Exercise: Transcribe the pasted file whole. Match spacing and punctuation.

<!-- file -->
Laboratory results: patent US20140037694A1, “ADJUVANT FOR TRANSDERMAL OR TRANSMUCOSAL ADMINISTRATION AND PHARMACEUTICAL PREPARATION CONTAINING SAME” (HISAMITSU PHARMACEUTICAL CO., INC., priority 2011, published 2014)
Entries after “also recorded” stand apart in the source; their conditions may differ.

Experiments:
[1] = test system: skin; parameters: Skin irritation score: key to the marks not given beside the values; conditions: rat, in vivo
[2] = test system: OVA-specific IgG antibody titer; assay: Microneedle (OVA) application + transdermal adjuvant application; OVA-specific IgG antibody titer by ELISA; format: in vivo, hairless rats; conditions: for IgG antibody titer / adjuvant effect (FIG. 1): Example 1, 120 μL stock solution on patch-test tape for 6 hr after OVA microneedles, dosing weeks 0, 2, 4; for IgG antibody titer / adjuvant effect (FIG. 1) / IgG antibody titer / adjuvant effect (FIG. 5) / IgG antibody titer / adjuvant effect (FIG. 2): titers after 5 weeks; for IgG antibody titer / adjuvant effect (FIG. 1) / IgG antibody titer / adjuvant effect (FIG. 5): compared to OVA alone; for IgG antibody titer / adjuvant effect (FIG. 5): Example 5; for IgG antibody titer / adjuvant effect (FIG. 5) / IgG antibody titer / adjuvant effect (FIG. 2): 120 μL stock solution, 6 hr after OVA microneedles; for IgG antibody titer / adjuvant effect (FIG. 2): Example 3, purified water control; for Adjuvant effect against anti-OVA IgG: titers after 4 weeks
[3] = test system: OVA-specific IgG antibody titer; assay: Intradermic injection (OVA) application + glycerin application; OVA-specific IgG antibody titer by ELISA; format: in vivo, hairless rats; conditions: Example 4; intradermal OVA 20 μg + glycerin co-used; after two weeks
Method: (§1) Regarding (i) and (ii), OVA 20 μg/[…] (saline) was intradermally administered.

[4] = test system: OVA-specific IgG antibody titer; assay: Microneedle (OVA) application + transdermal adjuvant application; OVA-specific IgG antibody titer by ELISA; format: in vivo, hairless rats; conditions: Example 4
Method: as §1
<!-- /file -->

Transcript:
Laboratory results: patent US20140037694A1, “ADJUVANT FOR TRANSDERMAL OR TRANSMUCOSAL ADMINISTRATION AND PHARMACEUTICAL PREPARATION CONTAINING SAME” (HISAMITSU PHARMACEUTICAL CO., INC., priority 2011, published 2014)
Entries after “also recorded” stand apart in the source; their conditions may differ.

Experiments:
[1] = test system: skin; parameters: Skin irritation score: key to the marks not given beside the values; conditions: rat, in vivo
[2] = test system: OVA-specific IgG antibody titer; assay: Microneedle (OVA) application + transdermal adjuvant application; OVA-specific IgG antibody titer by ELISA; format: in vivo, hairless rats; conditions: for IgG antibody titer / adjuvant effect (FIG. 1): Example 1, 120 μL stock solution on patch-test tape for 6 hr after OVA microneedles, dosing weeks 0, 2, 4; for IgG antibody titer / adjuvant effect (FIG. 1) / IgG antibody titer / adjuvant effect (FIG. 5) / IgG antibody titer / adjuvant effect (FIG. 2): titers after 5 weeks; for IgG antibody titer / adjuvant effect (FIG. 1) / IgG antibody titer / adjuvant effect (FIG. 5): compared to OVA alone; for IgG antibody titer / adjuvant effect (FIG. 5): Example 5; for IgG antibody titer / adjuvant effect (FIG. 5) / IgG antibody titer / adjuvant effect (FIG. 2): 120 μL stock solution, 6 hr after OVA microneedles; for IgG antibody titer / adjuvant effect (FIG. 2): Example 3, purified water control; for Adjuvant effect against anti-OVA IgG: titers after 4 weeks
[3] = test system: OVA-specific IgG antibody titer; assay: Intradermic injection (OVA) application + glycerin application; OVA-specific IgG antibody titer by ELISA; format: in vivo, hairless rats; conditions: Example 4; intradermal OVA 20 μg + glycerin co-used; after two weeks
Method: (§1) Regarding (i) and (ii), OVA 20 μg/[…] (saline) was intradermally administered.

[4] = test system: OVA-specific IgG antibody titer; assay: Microneedle (OVA) application + transdermal adjuvant application; OVA-specific IgG antibody titer by ELISA; format: in vivo, hairless rats; conditions: Example 4
Method: as §1